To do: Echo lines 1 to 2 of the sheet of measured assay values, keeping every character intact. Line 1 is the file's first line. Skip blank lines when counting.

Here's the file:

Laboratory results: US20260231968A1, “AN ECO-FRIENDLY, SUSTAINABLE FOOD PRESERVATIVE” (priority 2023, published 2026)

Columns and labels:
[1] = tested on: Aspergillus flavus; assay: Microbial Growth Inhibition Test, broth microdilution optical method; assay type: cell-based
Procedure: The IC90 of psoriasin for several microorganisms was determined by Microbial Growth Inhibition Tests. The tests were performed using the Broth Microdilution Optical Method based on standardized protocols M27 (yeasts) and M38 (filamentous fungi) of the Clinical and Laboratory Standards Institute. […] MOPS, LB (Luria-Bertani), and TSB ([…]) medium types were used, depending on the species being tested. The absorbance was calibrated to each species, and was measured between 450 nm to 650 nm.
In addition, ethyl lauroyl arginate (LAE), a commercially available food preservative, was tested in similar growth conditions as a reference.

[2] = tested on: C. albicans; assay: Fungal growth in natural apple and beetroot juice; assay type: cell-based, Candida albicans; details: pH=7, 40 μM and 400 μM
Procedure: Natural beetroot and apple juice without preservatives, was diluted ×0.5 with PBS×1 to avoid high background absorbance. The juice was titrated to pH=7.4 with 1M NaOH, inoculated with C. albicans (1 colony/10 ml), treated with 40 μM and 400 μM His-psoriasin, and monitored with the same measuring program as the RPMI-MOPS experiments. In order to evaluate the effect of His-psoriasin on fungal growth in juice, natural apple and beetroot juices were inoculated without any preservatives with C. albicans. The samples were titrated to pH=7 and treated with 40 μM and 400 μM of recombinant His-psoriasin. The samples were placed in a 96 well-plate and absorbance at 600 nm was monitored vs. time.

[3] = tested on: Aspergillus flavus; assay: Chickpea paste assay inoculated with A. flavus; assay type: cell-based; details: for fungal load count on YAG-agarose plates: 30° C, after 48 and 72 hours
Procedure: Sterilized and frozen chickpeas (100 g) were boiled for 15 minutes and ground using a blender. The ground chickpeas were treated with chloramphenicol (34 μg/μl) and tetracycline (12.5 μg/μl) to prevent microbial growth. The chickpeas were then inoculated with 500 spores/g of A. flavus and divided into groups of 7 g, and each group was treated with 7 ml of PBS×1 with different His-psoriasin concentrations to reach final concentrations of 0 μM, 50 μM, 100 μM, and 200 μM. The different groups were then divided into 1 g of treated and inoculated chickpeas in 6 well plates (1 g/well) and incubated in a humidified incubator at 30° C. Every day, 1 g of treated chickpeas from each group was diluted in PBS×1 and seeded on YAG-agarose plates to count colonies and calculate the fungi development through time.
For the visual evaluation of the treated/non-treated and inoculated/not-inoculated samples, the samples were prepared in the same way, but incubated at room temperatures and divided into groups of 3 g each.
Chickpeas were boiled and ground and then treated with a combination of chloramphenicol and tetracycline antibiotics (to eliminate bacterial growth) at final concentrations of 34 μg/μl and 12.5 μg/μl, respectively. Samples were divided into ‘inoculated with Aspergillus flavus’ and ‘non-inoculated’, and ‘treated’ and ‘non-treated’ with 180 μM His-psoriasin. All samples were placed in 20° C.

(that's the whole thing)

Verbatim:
Laboratory results: US20260231968A1, “AN ECO-FRIENDLY, SUSTAINABLE FOOD PRESERVATIVE” (priority 2023, published 2026)

Columns and labels: